In early recovery, I heard tell of a mystical pink cloud, appearing randomly around starry-eyed newcomers. According to my sources, it shows up like puppy love, and envelopes the newly hopeful in a protective layer of “holy shit, life doesn’t actually have to suck!”
I didn’t think it could happen to me. And then it did. One day, I simply didn’t feel as much like crap, and happened to notice. For me at least, I think the pink cloud showed up the moment I really believed Step 2:
“Came to believe that a power greater than ourselves could
restore us to sanity.” (Alcoholics Anonymous, p. 59)
It took a while. I’d been in the program for a couple of years and had long since completed my first round of steps. I had experienced the inexplicable relief recovery can bring: I no longer felt the constant pull to anesthetize with my substance of choice. But I was starting to drift away from my program, going to a couple of meetings but no longer doing the footwork. One thing led to another, and before I knew it I was dipping my finger into my friend’s drink—twice. First, because we were at a Renaissance Festival, and I had never had mead before and, damn it, mead is ye olde and romantic and I wanted to be a part of! Second, because I felt guilty that no one saw me do it the first time, so I had to do it again. In front of a witness. So I could justify to that witness why it was okay for me to be dip-tasting his drink. Insanity.
Shortly after came a hectic business event where I knowingly ate a rum-loaded piece of Tiramisu. After the first fume-inducing bite, I paused and said “fuck it”. And down my gullet it went. That is when I told on myself (for real this time) and called my sponsor. It was time for a change.
After a recovery date-reset, I added a new meeting into my weekly schedule. It became my home group. I re-started my steps with my sponsor and this time, really grappled with Step 2 and Step 3. This time, I didn’t want to borrow my spiritual connection from the program, my new age church or my sponsor. I wanted my own. And I really wanted to believe. I worked harder on those steps than I did when I was desperate to get sober.
After much anxiety and frustration, I finally confessed that I just couldn’t quite get my spiritual connection to stay plugged in long enough for me to really buy Step 2. For moments, I would feel this tingly awe and realize how amazing everything is. Then, bzzzzt…the connection would short out, and that power greater than myself was remote and impossible, yet again. My sponsor advised I relax and stop trying so hard. Odd advice to give a convicted slacker but her instincts were spot on.
I surrendered, I asked for help, I did the footwork, I relaxed into it and lo and behold…. pink cloud! I honestly never thought it could happen for me but it did. I was truly euphoric for a nice little stretch—living off the joy of possibility. It was like the Berlin wall coming down; something I never thought was possible in my lifetime, until it was. Me…there was hope for not just you, and you, and him, and her, but also for me. There is a higher power that does indeed give a shit and is actually accessible to help me make my life not suck. And maybe help a person or two or the planet or something. Wow.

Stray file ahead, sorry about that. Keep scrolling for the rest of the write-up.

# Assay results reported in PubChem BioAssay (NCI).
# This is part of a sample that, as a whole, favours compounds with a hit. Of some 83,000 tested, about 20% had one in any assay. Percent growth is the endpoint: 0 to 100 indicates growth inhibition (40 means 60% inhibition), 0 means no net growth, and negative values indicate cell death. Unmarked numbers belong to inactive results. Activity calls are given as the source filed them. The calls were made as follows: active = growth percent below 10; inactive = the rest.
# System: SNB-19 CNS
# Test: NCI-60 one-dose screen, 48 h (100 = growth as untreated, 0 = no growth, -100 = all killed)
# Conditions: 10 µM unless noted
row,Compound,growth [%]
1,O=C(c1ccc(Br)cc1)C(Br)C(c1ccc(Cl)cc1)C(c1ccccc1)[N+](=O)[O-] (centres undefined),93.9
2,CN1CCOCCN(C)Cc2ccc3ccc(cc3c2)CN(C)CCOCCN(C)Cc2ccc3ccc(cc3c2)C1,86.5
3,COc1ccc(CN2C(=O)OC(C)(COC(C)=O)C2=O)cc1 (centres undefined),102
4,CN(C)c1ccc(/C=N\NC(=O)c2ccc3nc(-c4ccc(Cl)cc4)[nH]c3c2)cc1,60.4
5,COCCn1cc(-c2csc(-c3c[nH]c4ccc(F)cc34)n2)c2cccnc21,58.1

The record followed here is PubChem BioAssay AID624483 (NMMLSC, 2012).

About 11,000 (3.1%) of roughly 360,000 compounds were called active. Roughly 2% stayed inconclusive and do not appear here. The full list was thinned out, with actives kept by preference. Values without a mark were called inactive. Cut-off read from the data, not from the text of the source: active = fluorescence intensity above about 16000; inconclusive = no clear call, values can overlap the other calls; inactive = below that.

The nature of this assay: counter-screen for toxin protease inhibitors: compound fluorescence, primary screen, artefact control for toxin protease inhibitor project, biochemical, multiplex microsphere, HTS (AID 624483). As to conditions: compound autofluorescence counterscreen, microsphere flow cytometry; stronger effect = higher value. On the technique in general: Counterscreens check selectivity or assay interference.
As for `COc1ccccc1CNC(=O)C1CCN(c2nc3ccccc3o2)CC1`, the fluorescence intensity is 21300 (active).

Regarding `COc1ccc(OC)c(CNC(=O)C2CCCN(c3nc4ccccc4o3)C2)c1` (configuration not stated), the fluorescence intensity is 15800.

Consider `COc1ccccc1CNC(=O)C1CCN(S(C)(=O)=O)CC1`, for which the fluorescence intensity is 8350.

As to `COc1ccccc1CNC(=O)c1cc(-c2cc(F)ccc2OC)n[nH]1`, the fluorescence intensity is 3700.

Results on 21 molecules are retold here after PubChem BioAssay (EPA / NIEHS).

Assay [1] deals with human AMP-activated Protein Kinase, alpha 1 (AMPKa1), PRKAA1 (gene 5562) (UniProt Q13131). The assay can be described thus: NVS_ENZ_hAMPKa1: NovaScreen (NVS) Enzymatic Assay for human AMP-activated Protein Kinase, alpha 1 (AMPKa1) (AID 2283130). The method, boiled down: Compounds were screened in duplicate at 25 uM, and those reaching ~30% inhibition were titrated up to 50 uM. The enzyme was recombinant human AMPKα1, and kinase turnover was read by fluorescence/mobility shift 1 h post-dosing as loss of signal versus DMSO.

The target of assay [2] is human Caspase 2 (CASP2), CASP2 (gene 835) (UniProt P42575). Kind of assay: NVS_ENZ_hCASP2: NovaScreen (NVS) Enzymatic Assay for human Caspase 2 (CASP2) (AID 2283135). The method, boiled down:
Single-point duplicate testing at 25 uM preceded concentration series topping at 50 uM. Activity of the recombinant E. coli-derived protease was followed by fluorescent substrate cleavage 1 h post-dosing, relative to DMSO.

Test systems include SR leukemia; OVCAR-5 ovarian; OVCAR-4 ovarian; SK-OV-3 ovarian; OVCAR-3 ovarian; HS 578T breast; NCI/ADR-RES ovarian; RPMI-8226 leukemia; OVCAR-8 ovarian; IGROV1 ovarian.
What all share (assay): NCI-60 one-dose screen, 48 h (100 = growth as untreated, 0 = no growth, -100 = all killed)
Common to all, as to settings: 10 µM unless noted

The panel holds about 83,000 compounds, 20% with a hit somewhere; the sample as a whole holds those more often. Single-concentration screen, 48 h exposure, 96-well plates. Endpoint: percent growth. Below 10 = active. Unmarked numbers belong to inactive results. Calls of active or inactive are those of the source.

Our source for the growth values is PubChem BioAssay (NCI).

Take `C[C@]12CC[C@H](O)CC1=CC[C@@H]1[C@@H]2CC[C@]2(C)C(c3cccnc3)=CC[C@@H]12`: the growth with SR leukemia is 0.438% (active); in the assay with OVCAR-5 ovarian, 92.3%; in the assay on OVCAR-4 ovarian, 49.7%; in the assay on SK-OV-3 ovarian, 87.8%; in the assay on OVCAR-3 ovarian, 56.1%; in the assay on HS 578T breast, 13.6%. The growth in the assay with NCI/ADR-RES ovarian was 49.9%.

The only problem with my pink cloud was it was shaped more like a nice full party balloon, and I made the mistake of showing it off at meeting level. After saying how excited I was not to feel like crap, a wise “old-timer” came up to me and said with a beatific Mona Lisa smile: “don’t worry, honey, this too shall pass.” Well didn’t that mother fucker pop just like that. #thankyouforsharingcommabeyatch
Let me just pause to say, when I meet up with a newcomer who has found his or her pink cloud, I try very hard both not to be envious and not to break it for them—in case theirs is as fragile as mine was. #yourwelcome
I nursed that resentment a bit (maybe still need to do a little 4th on that one). But I think in her own way, that old-timer was trying to help me avoid the illusion that I could carry my cloud/balloon around as permanent insulation from real life. Since I couldn’t reconstruct my cloud, and I didn’t want to go back to the pain of disconnectedness, I had to pick up my tools. I worked my program. I keep working it. And while that pink sparkly euphoria hasn’t returned, I have learned not only how to survive without it, but to thrive without it. I am strong, grateful beyond measure, full of fear and doubt to this day, but confident that it doesn’t matter. All I have to do is keep stepping and take it one day at a time.
For all my friends in recovery (and that’s all of you) I wish you the very merriest and happiest of holidays. My prayer for us all is to find and keep the joy that comes from knowing there is a solution.